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Catfish and Cod
Friday, May 21, 2004
 
Where did that sarin come from?
(Link path: Hugh Hewitt, Citizen Smash, Castle Argghh!, The Corner on National Review Online)

Newly acquired data indicate that the sarin shell is very interesting indeed.

Joe Frye, a reader on the Corner, notes that the shells were unmarked, and suggests that the conventional and chemical weapons were mixed with each other in the stockpiles. This has the benefit that Iraqi commanders could not refuse the order to use chemical weapons, as they could not distinguish between conventional and chemical shells.

But more importantly, the chemical weapons may have been hidden by the Purloined Letter method, i.e., in plain sight, mixed in with regular munitions.

The problem with this theory is that numerous weapons dumps have already been seized and destroyed. Wouldn't the chemicals have shown up before now?

Smash notes that the sarin shell design indicates a post-1988 design.

There are three possible explanations for the presence of this shell in an Iraq IED, especially one that was not known by the IED's designers to be a chemical weapon.

1) It was Syrian.
Syria is well known to be supplying weapons, personnel, and various other forms of support to the Sunni insurgency. Syria could also be the supplier of the chemical weapons shell. In this scenario, the serial numbers were removed to prevent Syrian complicity -- "it must have been from Saddam's stockpiles" they can say, and disclaim all knowledge.

The problem with this theory is that I don't know whether Syria ever developed a binary sarin shell. I know they have a stockpile of sarin, and some of it is in artillery shells; but whether they developed a time-of-flight binary weapon was not a question amenable to a quick Google search.

The other problem is, if Syria was donating precious chemical weaponry, why didn't they tell the insurgents what it was so they could use it effectively?

2) It was a mistake.
Under the doctrine, "never assume malice when stupidity explains the facts", we can posit that this shell was not meant to be unmarked, and was never intended to be mixed with conventional shells. What does this imply about Saddam's actions with respect to WMD?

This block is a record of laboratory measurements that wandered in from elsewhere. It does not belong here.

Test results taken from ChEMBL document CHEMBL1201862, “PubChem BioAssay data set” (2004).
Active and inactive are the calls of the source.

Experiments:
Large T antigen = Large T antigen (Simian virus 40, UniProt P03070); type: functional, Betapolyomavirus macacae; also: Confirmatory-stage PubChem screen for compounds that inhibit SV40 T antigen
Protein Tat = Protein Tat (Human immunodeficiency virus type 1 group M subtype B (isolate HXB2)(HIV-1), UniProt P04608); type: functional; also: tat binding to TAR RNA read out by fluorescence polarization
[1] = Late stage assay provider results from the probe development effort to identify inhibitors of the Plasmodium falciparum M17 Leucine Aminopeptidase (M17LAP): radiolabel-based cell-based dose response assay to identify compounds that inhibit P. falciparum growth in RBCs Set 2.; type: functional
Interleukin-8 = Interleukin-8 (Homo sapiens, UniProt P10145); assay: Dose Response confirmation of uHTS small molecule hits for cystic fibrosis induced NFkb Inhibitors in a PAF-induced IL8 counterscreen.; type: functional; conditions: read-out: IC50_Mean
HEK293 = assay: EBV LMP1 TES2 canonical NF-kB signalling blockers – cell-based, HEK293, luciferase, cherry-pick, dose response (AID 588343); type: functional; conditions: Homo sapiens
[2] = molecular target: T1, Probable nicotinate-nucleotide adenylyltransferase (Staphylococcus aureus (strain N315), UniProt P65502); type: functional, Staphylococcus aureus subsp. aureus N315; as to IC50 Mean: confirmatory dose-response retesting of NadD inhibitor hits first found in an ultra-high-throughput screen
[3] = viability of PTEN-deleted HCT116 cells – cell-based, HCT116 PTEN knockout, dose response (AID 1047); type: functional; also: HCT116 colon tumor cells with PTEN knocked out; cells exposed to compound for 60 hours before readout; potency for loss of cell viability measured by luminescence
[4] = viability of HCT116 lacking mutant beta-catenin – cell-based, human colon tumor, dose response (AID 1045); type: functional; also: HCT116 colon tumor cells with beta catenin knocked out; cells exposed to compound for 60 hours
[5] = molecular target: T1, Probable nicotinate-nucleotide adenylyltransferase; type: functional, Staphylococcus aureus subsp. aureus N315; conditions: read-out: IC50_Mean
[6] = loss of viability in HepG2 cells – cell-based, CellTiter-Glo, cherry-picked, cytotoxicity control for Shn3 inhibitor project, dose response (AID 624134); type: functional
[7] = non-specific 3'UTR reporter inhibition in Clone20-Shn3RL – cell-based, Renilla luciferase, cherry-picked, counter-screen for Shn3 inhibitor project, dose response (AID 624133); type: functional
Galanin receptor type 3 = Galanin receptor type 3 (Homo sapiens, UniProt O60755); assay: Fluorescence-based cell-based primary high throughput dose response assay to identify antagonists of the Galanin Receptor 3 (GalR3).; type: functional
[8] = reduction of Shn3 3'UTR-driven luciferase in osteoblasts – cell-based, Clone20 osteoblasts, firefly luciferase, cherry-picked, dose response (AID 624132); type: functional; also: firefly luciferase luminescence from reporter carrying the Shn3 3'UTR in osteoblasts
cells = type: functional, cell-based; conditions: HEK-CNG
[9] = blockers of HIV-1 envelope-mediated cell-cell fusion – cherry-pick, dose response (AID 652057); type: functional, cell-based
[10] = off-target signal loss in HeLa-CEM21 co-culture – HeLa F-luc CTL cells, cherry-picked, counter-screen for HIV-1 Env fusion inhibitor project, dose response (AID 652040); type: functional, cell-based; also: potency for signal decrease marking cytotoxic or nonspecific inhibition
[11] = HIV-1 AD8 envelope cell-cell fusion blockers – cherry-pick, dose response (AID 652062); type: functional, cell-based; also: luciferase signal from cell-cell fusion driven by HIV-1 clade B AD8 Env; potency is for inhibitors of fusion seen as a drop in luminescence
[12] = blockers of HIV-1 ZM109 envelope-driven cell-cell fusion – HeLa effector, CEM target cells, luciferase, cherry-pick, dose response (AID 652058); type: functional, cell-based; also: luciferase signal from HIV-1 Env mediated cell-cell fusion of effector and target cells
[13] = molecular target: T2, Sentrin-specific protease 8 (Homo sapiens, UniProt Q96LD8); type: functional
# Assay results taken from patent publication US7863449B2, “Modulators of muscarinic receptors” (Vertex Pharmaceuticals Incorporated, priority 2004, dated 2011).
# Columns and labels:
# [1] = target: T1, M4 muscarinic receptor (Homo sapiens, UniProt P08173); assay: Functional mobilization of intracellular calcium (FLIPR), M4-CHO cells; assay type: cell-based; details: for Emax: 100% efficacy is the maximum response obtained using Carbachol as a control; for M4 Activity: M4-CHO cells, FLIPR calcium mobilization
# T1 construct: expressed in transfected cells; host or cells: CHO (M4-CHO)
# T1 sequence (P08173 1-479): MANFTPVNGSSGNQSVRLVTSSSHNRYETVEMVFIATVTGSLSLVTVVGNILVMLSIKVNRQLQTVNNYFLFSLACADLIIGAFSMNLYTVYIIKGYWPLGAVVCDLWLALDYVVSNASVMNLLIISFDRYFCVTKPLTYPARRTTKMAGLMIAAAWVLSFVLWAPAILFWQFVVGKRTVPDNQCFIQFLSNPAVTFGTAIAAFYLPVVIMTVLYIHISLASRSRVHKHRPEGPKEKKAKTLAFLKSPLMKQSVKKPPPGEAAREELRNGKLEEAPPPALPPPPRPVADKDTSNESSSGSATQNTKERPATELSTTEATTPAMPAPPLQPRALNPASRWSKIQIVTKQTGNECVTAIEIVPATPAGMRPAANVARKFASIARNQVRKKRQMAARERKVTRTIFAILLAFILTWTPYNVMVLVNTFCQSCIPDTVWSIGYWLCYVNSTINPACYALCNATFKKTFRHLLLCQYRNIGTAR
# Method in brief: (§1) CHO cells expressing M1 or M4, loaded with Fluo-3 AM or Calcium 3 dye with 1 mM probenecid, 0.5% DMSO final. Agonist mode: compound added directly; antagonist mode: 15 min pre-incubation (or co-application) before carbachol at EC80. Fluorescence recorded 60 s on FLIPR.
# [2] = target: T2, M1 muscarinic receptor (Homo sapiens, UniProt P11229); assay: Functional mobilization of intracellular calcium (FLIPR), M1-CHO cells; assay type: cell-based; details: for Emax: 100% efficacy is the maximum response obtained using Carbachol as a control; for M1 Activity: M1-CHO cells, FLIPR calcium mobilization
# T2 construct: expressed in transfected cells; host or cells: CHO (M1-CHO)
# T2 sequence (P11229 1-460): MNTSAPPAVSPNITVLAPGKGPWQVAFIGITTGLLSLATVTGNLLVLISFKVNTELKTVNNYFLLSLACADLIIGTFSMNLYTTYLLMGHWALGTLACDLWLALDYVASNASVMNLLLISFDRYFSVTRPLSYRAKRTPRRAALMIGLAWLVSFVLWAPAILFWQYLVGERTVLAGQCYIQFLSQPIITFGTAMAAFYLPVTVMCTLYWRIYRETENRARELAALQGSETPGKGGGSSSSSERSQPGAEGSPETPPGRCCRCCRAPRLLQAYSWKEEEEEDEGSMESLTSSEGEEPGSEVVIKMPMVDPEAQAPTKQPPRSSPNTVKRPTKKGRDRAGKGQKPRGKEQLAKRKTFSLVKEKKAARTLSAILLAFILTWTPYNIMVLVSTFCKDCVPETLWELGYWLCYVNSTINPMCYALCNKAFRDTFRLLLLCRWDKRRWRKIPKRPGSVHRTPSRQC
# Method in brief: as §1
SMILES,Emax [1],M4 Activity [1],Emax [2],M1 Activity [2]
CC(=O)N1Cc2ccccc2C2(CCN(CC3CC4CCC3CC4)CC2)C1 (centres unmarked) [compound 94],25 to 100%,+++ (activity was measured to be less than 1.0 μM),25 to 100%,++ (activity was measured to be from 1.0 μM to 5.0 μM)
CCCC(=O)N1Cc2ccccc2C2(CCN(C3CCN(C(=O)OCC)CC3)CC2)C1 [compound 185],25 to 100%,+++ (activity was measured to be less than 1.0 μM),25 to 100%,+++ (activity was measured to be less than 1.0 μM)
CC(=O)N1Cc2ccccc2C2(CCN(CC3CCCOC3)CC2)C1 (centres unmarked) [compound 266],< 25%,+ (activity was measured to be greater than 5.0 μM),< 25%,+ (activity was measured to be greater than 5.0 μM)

At a minimum:

Sometime between 1988-95, Saddam developed and manufactured sophisticated, “mix-in-flight” binary chemical weapons.
He failed to declare these weapons, as required, to UN weapons inspectors.

Under the "mistake" idea, the presence of this one shell doesn't imply that a whole stockpile exists at the present time. It does imply that a stockpile did exist, but whether that stockpile was destroyed, spirited to Syria, or whatever, is not known.

3) The marking and mixing was intentional on Saddam's part.

This is the problem scenario. It implies that the weapons inspectors were fooled by the simple expedient of hiding the weapons they sought in plain sight, disguised as ordinary munitions. If this becomes a standard tactic, it follows that only testing of a large representative set of all munitions will reveal chemical weapons stockpiles. The implications for the effectiveness of weapons inspectors is worrisome.

It also implies that the chemical weapons are still in Iraq. Since they were widely distributed, it follows that they were not moved elsewhere, as gathering them together again would have been a major logistical challenge. Hence, the stockpiles are still in Iraq. Presumably, with this knowledge, the Iraq Survey Group (the current weapons inspection team) will jump hot 'n' heavy on searching through known conventional stockpiles, looking for unmarked weapons that might be disguised chemical munitions. If this scenario is true, we should know in a few weeks or months where the weapons went.

And then we can all breathe a little easier.

Footnote: Hugh Hewitt, stereotypically, sees this as a way to bash the Left. He thus ignores moderates like me, who think the war itself was right but that Bush is too incompetent to be allowed to lead it. I also don't believe (or like) people who claim that Democrats are all Kucinich isolationists. I don't think all Republicans are Richard Perle neocons, either.